The legislative history also does not help the Attorney-General's proposed interpretation of "action." Section 476-a is derived almost verbatim from former Civil Practice Act § 1221-a, adopted in 1935 (see, Civ Prac Act § 1221-a, repealed by CPLR 10001, as added by L 1962, ch 308). This provision was moved from the Civil Practice Act to the Judiciary Law when *757 the Legislature adopted the current Civil Practice Law and Rules because "matters determined to be of limited applicability" like the "unlawful practice of law" were "better found in the Consolidated Laws" (Sponsor's Mem in Support, Bill Jacket, at 5, L 1962, ch 310 [Mar. 27, 1962]). There is no indication in any of the legislative history that this move from the Civil Practice Act was to enable the Attorney-General to bring a criminal action under Judiciary Law § 476-a. Indeed, the derivation of the statute offers a very good explanation as to why section 476-a does not explicitly state that the action to be brought by the Attorney-General is civil and not criminal. As part of the former Civil Practice Act, there was no need to be redundant and denote the action as civil.

This review of the legislative history also undercuts the Attorney-General's argument that General Construction Law former § 11-a governs our construction of "action" in Judiciary Law § 476-a. There is no doubt that General Construction Law former § 11-a, which stated that "[a]ctions are of two kinds: civil and criminal," was in effect at the time when Judiciary Law § 476-a's predecessor, section 1221-a of the Civil Practice Act was the controlling statute. Notably, though, the very same enactment that installed section 476-a into the Judiciary Law, also repealed General Construction Law § 11-a (see, L 1962, ch 310, § 171 [repealing General Construction Law § 11-a], § 232 [adding Judiciary Law § 476-a]). Thus, when the provision came out of the Civil Practice Act and moved into the Judiciary Law, the repealed General Construction Law § 11-a was of no interpretive use. More importantly, even if General Construction Law § 11-a were controlling here, this statute merely provides that an "action" may be civil or criminal. The definition of "action" in former section 11-a was only a very general one and its purpose was to clarify that there were only two types of actions, not that all references to "actions" must mean both civil and criminal.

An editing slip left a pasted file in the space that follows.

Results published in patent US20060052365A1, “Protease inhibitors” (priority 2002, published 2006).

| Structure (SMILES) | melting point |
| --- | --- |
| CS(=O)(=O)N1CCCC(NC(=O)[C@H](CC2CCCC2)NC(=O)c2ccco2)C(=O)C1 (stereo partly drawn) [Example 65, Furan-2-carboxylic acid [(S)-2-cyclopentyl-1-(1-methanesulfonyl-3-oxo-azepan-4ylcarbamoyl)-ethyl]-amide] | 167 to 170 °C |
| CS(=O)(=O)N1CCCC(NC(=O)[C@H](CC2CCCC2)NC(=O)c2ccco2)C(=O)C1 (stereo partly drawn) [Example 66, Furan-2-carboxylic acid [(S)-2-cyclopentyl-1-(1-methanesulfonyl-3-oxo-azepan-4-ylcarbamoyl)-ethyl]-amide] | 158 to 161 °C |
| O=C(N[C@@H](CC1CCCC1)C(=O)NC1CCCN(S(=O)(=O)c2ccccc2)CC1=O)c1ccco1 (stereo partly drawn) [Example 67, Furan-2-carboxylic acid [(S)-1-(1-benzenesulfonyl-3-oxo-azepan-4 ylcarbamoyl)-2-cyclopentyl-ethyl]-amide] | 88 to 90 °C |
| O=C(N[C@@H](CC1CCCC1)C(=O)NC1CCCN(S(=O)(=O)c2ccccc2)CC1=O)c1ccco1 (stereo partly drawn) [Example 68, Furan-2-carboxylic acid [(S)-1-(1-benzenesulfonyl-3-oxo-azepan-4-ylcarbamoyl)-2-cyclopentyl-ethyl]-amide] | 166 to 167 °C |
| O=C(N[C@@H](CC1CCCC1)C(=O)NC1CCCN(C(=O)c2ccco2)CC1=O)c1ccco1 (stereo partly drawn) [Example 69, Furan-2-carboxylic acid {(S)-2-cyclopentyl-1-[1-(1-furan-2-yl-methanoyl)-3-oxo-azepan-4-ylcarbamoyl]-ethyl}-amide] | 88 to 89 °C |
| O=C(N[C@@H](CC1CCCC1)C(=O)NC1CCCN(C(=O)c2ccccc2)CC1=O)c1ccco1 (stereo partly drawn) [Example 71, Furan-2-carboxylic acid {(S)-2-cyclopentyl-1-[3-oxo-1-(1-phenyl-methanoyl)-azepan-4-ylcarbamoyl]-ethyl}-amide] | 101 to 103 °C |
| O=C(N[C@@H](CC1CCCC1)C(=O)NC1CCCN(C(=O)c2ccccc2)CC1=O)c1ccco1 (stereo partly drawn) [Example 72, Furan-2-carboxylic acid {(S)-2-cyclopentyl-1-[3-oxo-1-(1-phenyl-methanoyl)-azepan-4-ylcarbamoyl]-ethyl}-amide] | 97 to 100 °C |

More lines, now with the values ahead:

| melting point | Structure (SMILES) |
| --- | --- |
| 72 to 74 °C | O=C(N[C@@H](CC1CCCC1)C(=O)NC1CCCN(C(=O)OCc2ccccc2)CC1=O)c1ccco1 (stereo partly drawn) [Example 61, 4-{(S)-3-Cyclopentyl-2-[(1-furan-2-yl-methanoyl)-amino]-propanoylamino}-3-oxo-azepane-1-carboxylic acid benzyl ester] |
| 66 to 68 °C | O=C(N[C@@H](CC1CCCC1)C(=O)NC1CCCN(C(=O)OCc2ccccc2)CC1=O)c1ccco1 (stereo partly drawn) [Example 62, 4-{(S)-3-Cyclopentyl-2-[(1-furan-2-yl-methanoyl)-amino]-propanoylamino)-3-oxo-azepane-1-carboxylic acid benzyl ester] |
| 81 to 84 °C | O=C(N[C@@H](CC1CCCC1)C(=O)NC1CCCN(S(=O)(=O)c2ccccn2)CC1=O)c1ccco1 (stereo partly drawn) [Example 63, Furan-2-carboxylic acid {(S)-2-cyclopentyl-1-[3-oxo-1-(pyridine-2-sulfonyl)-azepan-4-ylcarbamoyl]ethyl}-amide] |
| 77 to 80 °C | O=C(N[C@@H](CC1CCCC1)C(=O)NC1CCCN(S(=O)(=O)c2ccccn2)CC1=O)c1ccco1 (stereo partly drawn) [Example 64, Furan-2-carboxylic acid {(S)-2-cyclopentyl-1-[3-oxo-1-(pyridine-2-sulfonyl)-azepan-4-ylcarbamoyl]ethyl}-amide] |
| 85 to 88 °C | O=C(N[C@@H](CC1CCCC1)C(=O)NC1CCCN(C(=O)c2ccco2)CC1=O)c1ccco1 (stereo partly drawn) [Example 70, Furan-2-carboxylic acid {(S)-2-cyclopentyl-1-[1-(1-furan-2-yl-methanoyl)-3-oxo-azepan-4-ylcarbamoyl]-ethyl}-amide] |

Finally, the many statutory provisions that the Attorney-General cites are simply not analogous. Each of these other statutory and regulatory provisions specifically authorizes the Attorney-General to prosecute crimes (see, e.g., Business Corporation Law § 1607; Education Law § 6514; Rules of State Energy Office [9 NYCRR] § 7905.6 [d]; General Business Law §§ 85, 347, 358, 692; Labor Law § 214; Real Property Law §§ 338, 442-e, 446-h; Public Health Law §§ 2897-b, 3455; Tax Law §§ 512, 691, 1091; Workers' Compensation Law § 132). In sharp contrast, Judiciary Law § 476-a does not contain such a *758 specific reference, but only uses the word "action." As the Legislature has on every previous occasion granted prosecutorial authority in no uncertain terms, this lack of a specific authorization in section 476-a only reinforces the conclusion that in light of its accompanying statutory provisions and its legislative history, the "action" in section 476-a is civil, rather than criminal. As a result, the Attorney-General had no authority and could not prosecute defendant for the crimes in this case. Section 476-a limited him to a civil prosecution against the defendant.

Accordingly, the order of the Appellate Division should be reversed and the indictment dismissed.

Order reversed, etc.